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  • Writer's pictureAbdi Ali

Somalia's National Payment and Settlement System Initiative

A new Insights Paper, which Zuleikha Salim Said and I co-author, assesses the risks and opportunities of Somalia's National Payment and Settlement System - a nationally important initiative. Drawing on our industry expertise, we summarise the important lessons from past initiatives and the seven key success factors to consider for the programme's implementation.

NPSS: Critical to Somalia's economic and financial services infrastructure development

A National Payment and Settlement System (NPSS) is critical to a country’s economic and financial services infrastructure development. NPSS is similar to a country’s transport network: a country’s well-developed road and rail links allow goods and services to flow freely, reducing friction such as transaction costs and delays and thus help unleash economic progress. Similarly, the NPSS does exactly the same thing by allowing people and businesses to make and receive payments and settle transactions, and this in turn enhances and supports wider economic and financial inclusion as well as financial security.

Whilst the economic benefits of a well-designed NPSS are generally acknowledged, the risks to its implementation are underappreciated. As is the case in Somalia, national governments in least developed countries rely on the expertise of international institutions (such as the World Bank) to help with the design and delivery of a suitable NPSS model. In that context, the greater emphasis centres invariably on helping these countries to import “best solutions” at the risk of overlooking some of the material nuances: interoperability, regulatory coherence, maintenance costs, expertise in managing the system (to name just a few), which can make a material difference on whether the NPSS initiative succeeds or fails.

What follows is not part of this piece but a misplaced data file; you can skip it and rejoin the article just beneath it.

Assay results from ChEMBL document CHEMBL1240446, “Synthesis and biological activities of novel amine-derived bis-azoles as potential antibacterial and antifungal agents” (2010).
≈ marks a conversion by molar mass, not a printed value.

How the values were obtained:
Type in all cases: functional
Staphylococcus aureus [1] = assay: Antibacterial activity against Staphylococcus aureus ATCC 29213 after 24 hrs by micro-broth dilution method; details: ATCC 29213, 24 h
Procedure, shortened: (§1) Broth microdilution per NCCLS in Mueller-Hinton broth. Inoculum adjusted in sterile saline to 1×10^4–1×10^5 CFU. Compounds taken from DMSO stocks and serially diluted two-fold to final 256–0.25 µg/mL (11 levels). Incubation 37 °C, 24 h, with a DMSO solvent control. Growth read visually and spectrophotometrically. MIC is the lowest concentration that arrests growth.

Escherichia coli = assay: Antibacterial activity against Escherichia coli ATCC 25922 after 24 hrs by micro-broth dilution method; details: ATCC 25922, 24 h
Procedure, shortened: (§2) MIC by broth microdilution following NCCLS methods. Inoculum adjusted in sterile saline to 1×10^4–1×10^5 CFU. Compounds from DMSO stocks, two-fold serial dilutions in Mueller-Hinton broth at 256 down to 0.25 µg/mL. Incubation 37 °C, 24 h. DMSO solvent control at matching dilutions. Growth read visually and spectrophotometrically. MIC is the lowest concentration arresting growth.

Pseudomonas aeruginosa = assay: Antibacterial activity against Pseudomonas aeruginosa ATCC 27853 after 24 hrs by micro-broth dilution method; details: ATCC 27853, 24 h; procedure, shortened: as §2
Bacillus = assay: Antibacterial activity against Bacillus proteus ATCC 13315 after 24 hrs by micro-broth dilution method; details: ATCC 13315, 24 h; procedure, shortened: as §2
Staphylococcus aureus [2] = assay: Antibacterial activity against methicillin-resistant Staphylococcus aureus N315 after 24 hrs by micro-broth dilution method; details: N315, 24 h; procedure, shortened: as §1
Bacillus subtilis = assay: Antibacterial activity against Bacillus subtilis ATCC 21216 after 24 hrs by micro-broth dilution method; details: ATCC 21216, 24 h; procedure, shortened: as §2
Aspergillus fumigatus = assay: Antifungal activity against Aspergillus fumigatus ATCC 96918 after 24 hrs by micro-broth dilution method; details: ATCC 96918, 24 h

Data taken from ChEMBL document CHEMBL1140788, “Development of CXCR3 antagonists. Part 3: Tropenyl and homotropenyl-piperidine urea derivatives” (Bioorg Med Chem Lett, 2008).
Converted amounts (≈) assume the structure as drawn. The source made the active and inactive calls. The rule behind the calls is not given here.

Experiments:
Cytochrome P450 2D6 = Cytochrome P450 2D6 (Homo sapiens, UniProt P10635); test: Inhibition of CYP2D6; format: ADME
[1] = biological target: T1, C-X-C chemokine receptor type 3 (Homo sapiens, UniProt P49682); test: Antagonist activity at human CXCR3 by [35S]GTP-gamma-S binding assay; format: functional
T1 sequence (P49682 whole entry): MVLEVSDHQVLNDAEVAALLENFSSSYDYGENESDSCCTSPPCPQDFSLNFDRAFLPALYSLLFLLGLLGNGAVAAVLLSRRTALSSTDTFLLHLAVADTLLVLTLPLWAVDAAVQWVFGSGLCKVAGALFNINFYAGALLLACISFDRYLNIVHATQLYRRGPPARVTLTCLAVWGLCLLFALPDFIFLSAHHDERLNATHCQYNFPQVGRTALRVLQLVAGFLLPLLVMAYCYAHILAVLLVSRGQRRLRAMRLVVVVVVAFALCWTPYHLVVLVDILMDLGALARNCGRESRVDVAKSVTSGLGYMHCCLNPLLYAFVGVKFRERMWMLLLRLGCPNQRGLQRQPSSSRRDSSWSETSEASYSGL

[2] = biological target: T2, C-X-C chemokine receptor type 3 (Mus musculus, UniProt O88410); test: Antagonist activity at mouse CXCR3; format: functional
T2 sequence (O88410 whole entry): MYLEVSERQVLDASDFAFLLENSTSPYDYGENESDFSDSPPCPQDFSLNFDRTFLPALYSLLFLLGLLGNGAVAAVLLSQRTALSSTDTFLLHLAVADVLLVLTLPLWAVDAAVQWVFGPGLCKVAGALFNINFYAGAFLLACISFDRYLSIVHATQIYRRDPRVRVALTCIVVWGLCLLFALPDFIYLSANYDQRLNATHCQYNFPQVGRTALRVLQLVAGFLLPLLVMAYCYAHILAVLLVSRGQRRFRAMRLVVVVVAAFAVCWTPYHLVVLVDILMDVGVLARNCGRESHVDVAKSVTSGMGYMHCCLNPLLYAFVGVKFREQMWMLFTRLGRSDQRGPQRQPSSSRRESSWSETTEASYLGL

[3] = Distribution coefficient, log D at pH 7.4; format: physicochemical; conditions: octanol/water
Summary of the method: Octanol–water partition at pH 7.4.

" As the NPSS programme is in its planning stages, most of the risks outlined in this paper can be mitigated through careful planning and proper programme execution. This means the CBS now has a great opportunity to get this timely initiative right."

Timely intervention is therefore paramount. The CBS has made laudable progress and there is every reason for cautious optimism given the new CBS leadership: NPSS IT tendering process (whose selection panel involved cross-section of would-be users, including private Financial Institutions- “FIs”), initiation of the Somali National Risk Assessment with the World Bank; as well as the new National Payment System law and updated FI law to include mobile money (both currently being drafted with the help of international experts including the World Bank). At the macro level, Somalia’s successful completion of successive rounds of the IMF’s Staff Monitored Programme – “SMP” - (now in its fourth round) and accession to Middle East and North Africa Financial Action Task Force (MENA FATF) membership show good progress momentum. However, a comprehensive consultation with stakeholders still remains an important outstanding challenge.

This insights paper is intended to raise awareness of this important initiative in Somalia and help prompt debate and discussion. Whilst our views are informed by our experiences, working at leading global financial institutions for decades, our purpose here is not to argue for the merits of one NPSS over another, or indeed detail the technical elements of NPSS. We also see a clear opportunity for Somalia to leverage the body of knowledge gained from the experience of peers, developed and developing countries that are continually engaged in the development and reform of their payments systems.

Our views are also echoed by well-respected international agencies, including the Bank for International Settlements Committee on Payments and Market Infrastructures (CPMI) and the Financial Action Task Force (FATF), which have issued clear guidelines on national payments systems development and effective risk management respectively.

The paper’s aim is to emphasise how the importance of clarity over delivery objectives, robust governance framework and appropriate assurances will be key to the successful delivery of this initiative. We conclude the paper by summarising the seven critical factors for a successful NPSS implementation.


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